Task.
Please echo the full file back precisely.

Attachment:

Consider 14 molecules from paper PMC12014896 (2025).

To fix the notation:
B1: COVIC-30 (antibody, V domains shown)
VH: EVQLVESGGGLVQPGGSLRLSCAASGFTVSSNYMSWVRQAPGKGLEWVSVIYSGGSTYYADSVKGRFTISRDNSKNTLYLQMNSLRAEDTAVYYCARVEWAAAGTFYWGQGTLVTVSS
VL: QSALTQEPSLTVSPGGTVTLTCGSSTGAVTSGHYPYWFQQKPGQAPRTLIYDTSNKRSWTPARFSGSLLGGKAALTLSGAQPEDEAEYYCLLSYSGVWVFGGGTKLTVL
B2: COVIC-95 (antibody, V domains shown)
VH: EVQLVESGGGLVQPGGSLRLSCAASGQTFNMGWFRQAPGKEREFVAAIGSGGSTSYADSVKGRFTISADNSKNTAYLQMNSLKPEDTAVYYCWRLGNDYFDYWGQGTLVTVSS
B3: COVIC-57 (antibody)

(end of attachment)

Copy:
Consider 14 molecules from paper PMC12014896 (2025).

To fix the notation:
B1: COVIC-30 (antibody, V domains shown)
VH: EVQLVESGGGLVQPGGSLRLSCAASGFTVSSNYMSWVRQAPGKGLEWVSVIYSGGSTYYADSVKGRFTISRDNSKNTLYLQMNSLRAEDTAVYYCARVEWAAAGTFYWGQGTLVTVSS
VL: QSALTQEPSLTVSPGGTVTLTCGSSTGAVTSGHYPYWFQQKPGQAPRTLIYDTSNKRSWTPARFSGSLLGGKAALTLSGAQPEDEAEYYCLLSYSGVWVFGGGTKLTVL
B2: COVIC-95 (antibody, V domains shown)
VH: EVQLVESGGGLVQPGGSLRLSCAASGQTFNMGWFRQAPGKEREFVAAIGSGGSTSYADSVKGRFTISADNSKNTAYLQMNSLKPEDTAVYYCWRLGNDYFDYWGQGTLVTVSS
B3: COVIC-57 (antibody)